I'm super keen to learn wig-making, but I don't know that I'd have the patience for it. :) Do you mind if I ask what the first resources you were looking at when you started? I wouldn't even know where to begin :)I totally know how hard and daunting it can be to get started with this process. I think it took me about 6 months to get properly started. I did a lot of research on the products/items needed and on cap construction. I think that to make wigs for yourself, you have to have an understanding of what you want/need and to look at wigs you already have so you can start to understand about the way that wigs are constructed. Even with full lace wigs, there are a lot of variations in bases. If you have a wig design that you really like, you can always attempt to copy its construction. Here's my suggestions for the 'short-cut' way of getting started:
- Have a look at the posts I made when I started the blog:
http:// makingwigs.blogspot.co.uk/2011_06_01_archive.html. - you will get a general idea of what you need to start to do
- Go on Amazon or a similar site and get yourself a wig making book. A popular one is: http://www.amazon.com/Wig-Making-Styling-Complete-Theatre/dp/0240813200.
- Go on You Tube and look up wig making. You will find useful videos on there.
To make the wig foundation/base - you will have to do research into cap styles. Look at any wig books you can get your hands on. Look at the bases offered by Chinese wig making factories (they usually have lots of pictures showing what's available for custom orders). Have a look at what other people are making on You Tube and blogs like mine. If you already have some wigs, turn them inside out and study the bases. You may wish to take old wigs apart to learn how they are made and perhaps reuse some of the materials and/or hair while you are learning.
An important part of making a wig foundation/base is sewing. If you have no sewing skills, then now is the time to learn them. My first 2 caps (the prototype and the one I am currently ventilating onto) were totally hand sewn. You can find more information on hand sewing wig foundations in the book I recommended above. While hand sewing takes a long time, it is also very satisfying, a traditional way of making a wig foundation and if you are a perfectionist like me: very neat! In the future I will be experiementing with using a sewing maching for all or part of the wig foundation. Even if you choose to use a sewing machine, you still need to know how to use that, so if you have zero sewing experience I recommend having a look in some books and on You Tube again and learning a bit about stitches and methods of sewing.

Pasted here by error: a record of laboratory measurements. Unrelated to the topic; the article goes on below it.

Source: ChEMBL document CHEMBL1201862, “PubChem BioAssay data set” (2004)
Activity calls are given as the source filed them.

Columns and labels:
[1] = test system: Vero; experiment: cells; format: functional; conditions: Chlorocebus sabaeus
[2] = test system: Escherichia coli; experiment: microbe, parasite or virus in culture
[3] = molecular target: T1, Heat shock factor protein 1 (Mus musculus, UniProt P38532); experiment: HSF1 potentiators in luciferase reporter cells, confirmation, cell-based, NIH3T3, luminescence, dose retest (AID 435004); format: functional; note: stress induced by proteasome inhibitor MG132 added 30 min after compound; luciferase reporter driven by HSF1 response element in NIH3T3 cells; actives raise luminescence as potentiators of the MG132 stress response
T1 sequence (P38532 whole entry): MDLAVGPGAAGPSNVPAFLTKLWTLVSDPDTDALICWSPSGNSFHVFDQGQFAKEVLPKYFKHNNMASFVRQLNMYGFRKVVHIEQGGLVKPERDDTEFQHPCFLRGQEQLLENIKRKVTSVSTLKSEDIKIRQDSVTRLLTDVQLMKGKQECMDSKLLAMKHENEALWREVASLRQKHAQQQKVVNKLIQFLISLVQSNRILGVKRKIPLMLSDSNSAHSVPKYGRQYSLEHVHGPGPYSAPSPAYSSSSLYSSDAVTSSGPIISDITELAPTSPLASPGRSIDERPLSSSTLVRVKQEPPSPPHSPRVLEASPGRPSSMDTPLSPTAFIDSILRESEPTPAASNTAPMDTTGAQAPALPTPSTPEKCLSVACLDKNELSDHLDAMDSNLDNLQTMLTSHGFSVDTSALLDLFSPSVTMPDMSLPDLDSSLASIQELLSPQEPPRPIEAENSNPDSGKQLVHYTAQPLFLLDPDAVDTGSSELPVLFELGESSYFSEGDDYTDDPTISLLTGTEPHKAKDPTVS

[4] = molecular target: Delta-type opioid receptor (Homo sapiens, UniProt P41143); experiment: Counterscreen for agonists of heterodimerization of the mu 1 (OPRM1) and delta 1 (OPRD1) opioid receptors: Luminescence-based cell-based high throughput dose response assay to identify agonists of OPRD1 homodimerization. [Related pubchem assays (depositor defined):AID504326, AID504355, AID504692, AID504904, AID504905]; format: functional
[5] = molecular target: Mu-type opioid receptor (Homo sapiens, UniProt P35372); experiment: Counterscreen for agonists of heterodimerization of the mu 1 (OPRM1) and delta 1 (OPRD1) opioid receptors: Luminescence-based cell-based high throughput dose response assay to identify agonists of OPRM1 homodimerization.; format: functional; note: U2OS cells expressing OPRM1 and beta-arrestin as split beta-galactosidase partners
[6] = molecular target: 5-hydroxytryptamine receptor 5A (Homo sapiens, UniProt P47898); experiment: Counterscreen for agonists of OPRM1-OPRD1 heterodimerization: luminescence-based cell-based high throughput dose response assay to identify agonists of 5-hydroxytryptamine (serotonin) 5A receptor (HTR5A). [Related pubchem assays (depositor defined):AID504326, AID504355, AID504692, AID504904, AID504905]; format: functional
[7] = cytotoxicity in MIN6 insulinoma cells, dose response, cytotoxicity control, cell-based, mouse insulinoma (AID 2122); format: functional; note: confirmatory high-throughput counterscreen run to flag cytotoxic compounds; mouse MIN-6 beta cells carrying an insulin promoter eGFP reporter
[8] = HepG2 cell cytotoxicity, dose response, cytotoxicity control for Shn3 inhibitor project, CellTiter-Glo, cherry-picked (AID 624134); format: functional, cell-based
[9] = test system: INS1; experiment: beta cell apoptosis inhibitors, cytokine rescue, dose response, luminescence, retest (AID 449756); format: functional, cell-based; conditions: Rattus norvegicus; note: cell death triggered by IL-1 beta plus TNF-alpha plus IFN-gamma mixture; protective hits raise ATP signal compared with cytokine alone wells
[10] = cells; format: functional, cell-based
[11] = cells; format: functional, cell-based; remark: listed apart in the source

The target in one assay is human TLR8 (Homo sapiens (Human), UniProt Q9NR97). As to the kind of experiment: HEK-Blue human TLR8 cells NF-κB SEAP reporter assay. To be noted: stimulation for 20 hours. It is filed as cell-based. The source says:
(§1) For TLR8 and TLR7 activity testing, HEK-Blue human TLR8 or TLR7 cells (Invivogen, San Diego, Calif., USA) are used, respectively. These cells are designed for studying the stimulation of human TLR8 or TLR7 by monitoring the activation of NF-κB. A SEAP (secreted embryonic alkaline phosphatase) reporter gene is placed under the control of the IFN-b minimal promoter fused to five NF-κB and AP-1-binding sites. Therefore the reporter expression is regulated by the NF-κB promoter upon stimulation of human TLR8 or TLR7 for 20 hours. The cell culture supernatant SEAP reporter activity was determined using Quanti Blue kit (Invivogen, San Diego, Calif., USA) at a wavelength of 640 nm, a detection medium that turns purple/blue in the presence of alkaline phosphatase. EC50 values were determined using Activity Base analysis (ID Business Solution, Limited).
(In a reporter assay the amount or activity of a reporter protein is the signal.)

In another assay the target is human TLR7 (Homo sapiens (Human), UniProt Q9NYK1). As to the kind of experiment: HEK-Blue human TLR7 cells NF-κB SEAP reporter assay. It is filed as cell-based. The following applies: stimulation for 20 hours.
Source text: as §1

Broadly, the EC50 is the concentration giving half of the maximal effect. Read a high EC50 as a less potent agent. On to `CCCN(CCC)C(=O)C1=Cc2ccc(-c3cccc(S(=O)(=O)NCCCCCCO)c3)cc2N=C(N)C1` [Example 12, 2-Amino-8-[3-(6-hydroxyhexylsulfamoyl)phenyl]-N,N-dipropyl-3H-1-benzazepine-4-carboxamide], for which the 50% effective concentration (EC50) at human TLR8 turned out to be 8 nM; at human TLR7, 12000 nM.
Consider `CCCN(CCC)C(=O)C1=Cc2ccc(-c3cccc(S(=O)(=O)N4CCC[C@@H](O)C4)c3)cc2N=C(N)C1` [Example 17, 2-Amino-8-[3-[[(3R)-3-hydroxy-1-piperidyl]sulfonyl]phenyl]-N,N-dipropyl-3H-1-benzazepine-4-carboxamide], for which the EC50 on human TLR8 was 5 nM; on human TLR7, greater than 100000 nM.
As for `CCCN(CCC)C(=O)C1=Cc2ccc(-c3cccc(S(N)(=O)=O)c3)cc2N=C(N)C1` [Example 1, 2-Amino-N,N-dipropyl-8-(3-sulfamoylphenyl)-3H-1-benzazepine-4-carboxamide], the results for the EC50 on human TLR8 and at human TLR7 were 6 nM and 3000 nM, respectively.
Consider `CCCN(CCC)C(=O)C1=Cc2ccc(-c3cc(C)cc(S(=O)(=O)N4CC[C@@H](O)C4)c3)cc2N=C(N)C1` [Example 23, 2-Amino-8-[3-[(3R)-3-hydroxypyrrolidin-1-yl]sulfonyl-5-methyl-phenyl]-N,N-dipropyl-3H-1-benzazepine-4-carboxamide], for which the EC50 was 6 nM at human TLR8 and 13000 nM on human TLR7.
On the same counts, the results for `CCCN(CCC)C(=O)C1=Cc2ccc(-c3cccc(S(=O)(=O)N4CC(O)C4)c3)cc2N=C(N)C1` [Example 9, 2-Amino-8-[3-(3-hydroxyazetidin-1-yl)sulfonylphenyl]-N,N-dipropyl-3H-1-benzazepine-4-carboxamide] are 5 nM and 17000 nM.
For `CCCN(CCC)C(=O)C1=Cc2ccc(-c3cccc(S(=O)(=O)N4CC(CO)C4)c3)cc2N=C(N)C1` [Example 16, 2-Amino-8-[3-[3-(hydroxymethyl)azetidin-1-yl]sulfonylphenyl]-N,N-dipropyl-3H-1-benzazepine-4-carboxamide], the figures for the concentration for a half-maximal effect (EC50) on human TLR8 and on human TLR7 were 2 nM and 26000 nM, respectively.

I hope this was helpful.
It has been just over a year since I started this blog - amazing how time flies. For the reply above, I was looking back at old posts and I can see how far I have come in that time. I am really proud that I have done this all by myself. Where there is a will, there's a way. I must give credit to the few mentors that I have consulted during this time - particularly to one person from Greece... you will know who you are. I appreciate the advice and answers to my questions that have been given and I hope that as I improve I am able to help other people in the same way. Pooling our knowledge and resources is definitely helpful.
Having seen my pictures from the last update, I realised how far I have come in the ventilation. I have done loads since then. A couple of weekends ago, I made myself a little timesheet to fill in with my wig making hours. I hoped this would encourage me to get more done. It worked. I did 13 hours last week. I shall take some pictures and post them so those of you who are interested can have a look.